A description of Wollongong carried the following in the Sydney Morning Herald of 9 September 1873:

"Proceeding from the wharf to the town, two fine hotels will be passed One of them - the Queen's - is, for a country town, an immense establishment, Close to the "Queen's stands the Post and Telegraph office, in care of Mr Mackel. A flagstaff had time-ball front this office, considered as a building one of the neatest along the coast. From this point, a turn to the left leads to the principal street which runs east and west, a fine wide thoroughfare, well made, with some excellent edifices at each side".

See also the need for a horse at Wollongong elsewhere.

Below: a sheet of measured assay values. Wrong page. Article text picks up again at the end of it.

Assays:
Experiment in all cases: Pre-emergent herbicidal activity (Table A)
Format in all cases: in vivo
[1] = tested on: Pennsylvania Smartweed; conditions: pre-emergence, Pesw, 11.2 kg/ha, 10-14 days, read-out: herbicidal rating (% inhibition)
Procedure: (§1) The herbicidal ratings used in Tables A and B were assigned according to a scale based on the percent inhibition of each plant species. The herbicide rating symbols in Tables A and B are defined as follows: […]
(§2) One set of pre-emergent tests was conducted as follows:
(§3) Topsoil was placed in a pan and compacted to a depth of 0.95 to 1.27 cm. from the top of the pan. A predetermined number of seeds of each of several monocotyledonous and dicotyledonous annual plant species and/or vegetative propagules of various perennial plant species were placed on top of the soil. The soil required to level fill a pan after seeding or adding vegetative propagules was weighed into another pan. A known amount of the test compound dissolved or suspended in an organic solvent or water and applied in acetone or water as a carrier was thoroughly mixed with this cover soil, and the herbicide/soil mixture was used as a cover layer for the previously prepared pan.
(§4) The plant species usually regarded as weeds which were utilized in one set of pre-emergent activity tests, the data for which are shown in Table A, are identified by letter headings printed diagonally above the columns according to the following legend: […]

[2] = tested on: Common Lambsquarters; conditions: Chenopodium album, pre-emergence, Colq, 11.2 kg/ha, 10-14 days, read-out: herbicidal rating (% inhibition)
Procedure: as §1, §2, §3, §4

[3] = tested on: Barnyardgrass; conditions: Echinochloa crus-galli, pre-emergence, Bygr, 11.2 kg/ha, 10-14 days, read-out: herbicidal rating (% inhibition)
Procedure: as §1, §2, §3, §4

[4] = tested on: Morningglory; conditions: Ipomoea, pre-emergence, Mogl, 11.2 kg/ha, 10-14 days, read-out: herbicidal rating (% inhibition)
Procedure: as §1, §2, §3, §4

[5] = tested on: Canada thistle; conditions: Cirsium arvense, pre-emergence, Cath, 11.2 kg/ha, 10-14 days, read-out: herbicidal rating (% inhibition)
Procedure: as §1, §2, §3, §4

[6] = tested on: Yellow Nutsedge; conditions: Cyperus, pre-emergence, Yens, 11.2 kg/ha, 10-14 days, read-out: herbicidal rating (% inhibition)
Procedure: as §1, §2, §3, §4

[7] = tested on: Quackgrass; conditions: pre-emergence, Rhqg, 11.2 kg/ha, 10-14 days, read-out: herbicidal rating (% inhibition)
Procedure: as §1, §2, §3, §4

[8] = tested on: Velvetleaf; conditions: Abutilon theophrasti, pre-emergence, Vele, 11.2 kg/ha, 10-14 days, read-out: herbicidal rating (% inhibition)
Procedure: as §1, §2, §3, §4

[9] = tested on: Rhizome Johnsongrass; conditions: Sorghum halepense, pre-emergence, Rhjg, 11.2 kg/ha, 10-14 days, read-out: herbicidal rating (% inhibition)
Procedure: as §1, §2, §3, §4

June 1866: Capt. Scott was appointed as Telegraph Line Inspector.

March 1890: Mr James Vincent O'Brien was appointed Telegraph Operator.

Two formats for a rubber circular TELEGRAPH OFFICE date stamp are known:
  1. a double circle format (RC3 - TO):

Used: 3 February 1943.

Diameter: 22 mm.

Rated: RRRR.

Number in the Census: 1.

Wollongong 1943
3 February 1943.
  1. a single circle format (RC1 - TO):

Used: 18 October 1945.

Diameter: 22 mm.

Rated: RRRR.

Number in the Census: 1.

Woll 1945
13 October 1945.
The only TELEGRAPH slogan cancellation recorded as having been used at Wollongong of the ten slogans made available throughout Australia is SEND A TELEGRAM.

Unfortunately the only recorded example has a double impression of SEND A TELEGRAM and COM'TH ELECTIONS/VOTING/COMPULSORY.

Die 4A:A over G.
Diameter: 22 mm.

Only recorded date of this format: 16 September 1940.

Number in Census: 1.